It can be done if this is your passion and you are ready and willing to put in the time. I spoke to a woman who had 2 or 3 kids (can't remember) under the age of 5 and successfully completed an accelerated masters CNL program. You have to look at nursing school like it is a full-time job which means putting your children in daycare from 8-5 Monday through Friday and when your not in class you spend the rest of the time in the library studying. If you scour the boards on here lots of people talk about it and have great success stories. The biggest advice I would give to you is TIME MANAGEMENT. I think you could definitely succeed in a nursing program
given your circumstances if you diligently apply yourself.
I agree with all the post above about researching and spending time writing an essay that tells your story. The essay is the one chance you get to market yourself so write, rewrite and revise until its perfect. Also, be sure to answer the questions asked in the application. The last thing an admissions counselor wants to read is a 3 page essay that skated by the questions. Don't use the same essay for each school. I would think it would appear obvious if you wrote one essay and then mailed it to three different schools. Research the schools, find out what they are known for, the type of research done in the school, basically get to know the school so you can touch on how that caters to your long-term professional goals in your essays and stick to the word count. My mother is the assistant dean of a school and she always told me even with college essays if the professor and/or application states 500-750 words then don't type 400 or 800. Stick to the count. it shows you can follow directions.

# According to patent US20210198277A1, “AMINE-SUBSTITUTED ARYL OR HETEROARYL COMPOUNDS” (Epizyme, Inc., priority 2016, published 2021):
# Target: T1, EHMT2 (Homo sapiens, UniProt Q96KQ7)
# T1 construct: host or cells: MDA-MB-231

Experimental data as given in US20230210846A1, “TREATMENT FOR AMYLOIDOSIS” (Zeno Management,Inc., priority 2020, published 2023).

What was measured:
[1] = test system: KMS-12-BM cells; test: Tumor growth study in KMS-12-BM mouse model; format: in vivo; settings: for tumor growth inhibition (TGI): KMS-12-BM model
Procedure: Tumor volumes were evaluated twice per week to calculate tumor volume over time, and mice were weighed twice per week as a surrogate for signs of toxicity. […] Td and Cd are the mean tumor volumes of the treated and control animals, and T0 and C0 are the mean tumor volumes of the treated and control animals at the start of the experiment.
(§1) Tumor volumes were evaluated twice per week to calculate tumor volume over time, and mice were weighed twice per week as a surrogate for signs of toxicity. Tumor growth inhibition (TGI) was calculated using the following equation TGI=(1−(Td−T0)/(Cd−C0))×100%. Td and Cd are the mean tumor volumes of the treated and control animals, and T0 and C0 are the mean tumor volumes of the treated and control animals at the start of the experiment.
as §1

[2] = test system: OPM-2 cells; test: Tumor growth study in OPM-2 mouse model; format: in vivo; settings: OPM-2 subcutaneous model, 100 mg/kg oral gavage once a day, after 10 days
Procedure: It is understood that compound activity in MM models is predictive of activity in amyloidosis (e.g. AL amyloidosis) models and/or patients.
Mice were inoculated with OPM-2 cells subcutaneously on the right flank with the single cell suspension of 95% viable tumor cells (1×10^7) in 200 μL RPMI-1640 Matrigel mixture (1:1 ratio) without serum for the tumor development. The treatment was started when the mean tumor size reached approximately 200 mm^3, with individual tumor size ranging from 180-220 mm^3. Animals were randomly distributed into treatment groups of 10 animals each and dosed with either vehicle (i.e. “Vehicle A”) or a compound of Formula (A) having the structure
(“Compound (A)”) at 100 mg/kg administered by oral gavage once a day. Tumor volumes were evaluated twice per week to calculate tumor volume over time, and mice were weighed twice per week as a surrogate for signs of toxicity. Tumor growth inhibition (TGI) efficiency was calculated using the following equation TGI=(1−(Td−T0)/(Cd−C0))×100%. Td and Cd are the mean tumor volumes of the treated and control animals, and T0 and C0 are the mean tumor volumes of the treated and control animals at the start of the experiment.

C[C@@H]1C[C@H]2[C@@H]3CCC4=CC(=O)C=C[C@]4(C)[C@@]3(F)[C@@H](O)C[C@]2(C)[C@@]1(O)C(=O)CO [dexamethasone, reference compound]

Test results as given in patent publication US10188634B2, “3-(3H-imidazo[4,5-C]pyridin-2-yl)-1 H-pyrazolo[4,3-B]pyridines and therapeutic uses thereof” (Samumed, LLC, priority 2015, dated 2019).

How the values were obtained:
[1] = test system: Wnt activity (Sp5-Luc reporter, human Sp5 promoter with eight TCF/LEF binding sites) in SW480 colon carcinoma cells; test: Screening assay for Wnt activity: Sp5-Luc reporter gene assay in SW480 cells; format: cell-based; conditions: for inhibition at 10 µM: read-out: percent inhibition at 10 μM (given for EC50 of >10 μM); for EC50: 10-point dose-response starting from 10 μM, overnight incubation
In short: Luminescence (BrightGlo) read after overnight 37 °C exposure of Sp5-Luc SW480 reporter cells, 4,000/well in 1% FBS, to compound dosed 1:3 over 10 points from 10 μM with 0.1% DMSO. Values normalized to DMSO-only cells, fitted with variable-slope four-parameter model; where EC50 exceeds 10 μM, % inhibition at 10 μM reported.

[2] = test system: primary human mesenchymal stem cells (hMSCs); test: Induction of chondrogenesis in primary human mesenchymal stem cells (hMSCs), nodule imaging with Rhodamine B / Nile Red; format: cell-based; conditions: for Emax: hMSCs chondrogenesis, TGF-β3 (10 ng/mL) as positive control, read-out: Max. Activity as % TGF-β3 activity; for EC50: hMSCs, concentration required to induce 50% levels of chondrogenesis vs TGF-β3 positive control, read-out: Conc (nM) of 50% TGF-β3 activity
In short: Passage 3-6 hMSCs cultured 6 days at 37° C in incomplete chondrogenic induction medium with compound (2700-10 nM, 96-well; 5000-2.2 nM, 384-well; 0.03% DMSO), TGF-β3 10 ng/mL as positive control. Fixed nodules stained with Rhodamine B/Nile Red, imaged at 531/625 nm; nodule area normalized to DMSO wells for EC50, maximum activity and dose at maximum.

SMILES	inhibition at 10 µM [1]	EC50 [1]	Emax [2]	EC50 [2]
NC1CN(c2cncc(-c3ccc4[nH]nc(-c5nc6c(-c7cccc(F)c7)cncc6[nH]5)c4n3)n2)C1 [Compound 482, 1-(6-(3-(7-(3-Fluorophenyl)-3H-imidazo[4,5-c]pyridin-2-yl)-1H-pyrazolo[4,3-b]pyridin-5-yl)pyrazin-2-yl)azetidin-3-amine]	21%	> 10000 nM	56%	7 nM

I had the GRE waived for the school I applied too so I don't have a lot of feedback in that department. A lot of schools weigh heavily on the essays and recommendations. Make sure whoever writes it for you actually knows your potential and can speak to your strong suits. I was so thankful to have such great people to write mine.
I urge you to move forward with this passion, explore it, and I think you will be fine. Obviously, based off your previous background with two bachelors and a masters that you are well equipped to handle the challenges.
As others noted, you can get your associates in nursing, however based on research a lot of hospitals are looking for graduates with a bsn or msn. I recommend before deciding that route that you research the hospitals you may want to work and the hiring rate for adn's. The last thing I am sure you want is to graduate with an adn and not be hired anywhere quickly!
Best of luck to you!